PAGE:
William Hope Hodgson's The Night Land is without a doubt one of the weirdest entries in the annals of weird fiction. Set in the earth's distant future, after the sun has gone out and the planet has been cleaved in two by an unspecified disaster, a telepathic scientist dons his armour and weapons to brave the monster-haunted yet strangely monotonous wastes that engirdle the massive pyramid in which the last humans took refuge, hundreds of thousands of years earlier. If Samuel Beckett tripped hard on ayahuasca, he might have come up with something like Hodgson's genre-defying novel, which reads more like a report to committee of 17th-century heretics than a piece of speculative fiction from the early twentieth century.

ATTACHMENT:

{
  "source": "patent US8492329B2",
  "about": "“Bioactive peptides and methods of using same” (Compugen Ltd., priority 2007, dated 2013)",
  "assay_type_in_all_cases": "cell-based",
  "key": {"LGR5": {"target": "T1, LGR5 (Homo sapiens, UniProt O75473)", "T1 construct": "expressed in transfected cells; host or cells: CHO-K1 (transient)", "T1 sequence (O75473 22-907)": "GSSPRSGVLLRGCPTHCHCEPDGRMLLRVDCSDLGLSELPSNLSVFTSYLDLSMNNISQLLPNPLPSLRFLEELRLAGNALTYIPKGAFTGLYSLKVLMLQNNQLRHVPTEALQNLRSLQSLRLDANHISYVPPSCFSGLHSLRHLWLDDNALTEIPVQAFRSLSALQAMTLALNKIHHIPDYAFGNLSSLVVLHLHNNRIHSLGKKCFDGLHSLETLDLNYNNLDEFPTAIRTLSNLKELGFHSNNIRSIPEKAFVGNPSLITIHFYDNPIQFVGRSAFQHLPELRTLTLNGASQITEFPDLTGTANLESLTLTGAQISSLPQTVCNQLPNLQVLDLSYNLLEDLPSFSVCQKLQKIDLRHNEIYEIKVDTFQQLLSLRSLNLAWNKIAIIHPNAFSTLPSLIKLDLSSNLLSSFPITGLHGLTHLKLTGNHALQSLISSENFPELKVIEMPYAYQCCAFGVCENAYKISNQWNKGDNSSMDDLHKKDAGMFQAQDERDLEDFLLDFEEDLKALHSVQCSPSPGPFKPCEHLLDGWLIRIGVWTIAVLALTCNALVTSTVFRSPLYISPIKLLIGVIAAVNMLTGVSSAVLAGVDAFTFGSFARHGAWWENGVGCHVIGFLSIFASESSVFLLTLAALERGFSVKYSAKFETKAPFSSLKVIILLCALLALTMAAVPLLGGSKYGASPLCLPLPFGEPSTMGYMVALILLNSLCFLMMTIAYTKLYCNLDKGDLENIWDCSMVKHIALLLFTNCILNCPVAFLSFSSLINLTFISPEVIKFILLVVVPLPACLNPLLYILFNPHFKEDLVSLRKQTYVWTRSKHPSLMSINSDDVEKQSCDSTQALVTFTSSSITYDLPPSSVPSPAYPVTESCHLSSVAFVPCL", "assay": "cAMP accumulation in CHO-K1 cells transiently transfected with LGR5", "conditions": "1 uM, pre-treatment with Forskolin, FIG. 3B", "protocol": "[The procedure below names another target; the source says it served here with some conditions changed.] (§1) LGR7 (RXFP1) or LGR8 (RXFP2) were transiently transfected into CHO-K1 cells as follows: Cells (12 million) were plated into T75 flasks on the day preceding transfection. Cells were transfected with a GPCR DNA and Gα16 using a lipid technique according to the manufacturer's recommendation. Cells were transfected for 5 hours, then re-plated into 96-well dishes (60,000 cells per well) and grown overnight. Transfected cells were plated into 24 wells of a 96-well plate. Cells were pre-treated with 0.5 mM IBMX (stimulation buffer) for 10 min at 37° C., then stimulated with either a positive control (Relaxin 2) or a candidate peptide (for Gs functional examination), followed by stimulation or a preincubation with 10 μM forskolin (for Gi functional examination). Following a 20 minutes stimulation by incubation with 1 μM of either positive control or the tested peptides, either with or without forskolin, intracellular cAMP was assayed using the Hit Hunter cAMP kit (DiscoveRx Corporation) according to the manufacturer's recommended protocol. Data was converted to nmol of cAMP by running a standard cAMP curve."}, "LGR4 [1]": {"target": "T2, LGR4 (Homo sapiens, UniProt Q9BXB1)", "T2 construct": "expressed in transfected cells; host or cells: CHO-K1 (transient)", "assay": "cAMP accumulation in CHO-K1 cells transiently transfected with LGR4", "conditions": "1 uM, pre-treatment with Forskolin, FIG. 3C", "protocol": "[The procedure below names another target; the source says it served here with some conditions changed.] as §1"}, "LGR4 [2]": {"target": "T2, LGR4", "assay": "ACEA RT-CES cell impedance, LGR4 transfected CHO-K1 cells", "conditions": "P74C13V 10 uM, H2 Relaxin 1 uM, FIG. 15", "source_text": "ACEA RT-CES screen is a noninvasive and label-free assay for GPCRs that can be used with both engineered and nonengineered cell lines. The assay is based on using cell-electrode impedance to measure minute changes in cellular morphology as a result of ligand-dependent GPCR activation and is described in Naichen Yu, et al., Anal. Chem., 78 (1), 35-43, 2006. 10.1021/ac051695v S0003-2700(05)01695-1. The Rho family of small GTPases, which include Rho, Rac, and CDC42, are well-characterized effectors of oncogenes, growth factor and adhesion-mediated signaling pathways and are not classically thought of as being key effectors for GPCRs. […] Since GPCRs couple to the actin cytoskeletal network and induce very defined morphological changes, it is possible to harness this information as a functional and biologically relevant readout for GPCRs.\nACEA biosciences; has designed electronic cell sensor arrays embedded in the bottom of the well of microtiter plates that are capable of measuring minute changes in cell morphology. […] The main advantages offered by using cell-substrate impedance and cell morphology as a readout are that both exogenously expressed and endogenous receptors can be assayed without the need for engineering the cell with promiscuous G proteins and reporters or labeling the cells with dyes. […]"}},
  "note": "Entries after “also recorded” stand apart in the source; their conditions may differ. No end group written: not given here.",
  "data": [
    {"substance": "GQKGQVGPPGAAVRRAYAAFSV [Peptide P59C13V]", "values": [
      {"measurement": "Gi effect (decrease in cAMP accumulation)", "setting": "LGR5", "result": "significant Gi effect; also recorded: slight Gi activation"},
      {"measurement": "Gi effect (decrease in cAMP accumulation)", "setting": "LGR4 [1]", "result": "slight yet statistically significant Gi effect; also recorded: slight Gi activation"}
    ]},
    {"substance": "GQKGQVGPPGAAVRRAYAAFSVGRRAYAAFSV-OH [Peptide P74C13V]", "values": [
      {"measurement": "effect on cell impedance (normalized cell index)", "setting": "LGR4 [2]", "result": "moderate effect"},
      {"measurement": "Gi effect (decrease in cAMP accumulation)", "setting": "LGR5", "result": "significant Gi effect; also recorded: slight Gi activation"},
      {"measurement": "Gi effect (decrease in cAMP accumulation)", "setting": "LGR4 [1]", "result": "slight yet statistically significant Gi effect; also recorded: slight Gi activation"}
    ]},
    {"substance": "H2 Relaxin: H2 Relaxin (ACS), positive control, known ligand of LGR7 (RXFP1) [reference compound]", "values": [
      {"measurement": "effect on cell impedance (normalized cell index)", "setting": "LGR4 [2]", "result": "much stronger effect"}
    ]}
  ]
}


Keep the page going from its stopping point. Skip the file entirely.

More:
MIT Press recently released a (blessedly) abridged edition of The Night Land as part of their Radium Series. Journalist, scholar, and lecturer Erik Davis, who penned a brilliant foreword for the new edition, was kind enough to join Phil and JF to discuss this underrated masterpiece.
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William Hope Hodgeson, The Night Land
Weird Studies, Episode 37 with Stuart Davis
Walter Ong, Orality and Literacy
Charles Taylor, A Secular Age
William Hope Hodgeson, House on the Borderland
Samuel Beckett, Molloy
Olaf Stapledon, Last and First Men
Pierre Schaeffer, “Traité des objets musicaux”
H.G. Wells, The Time Machine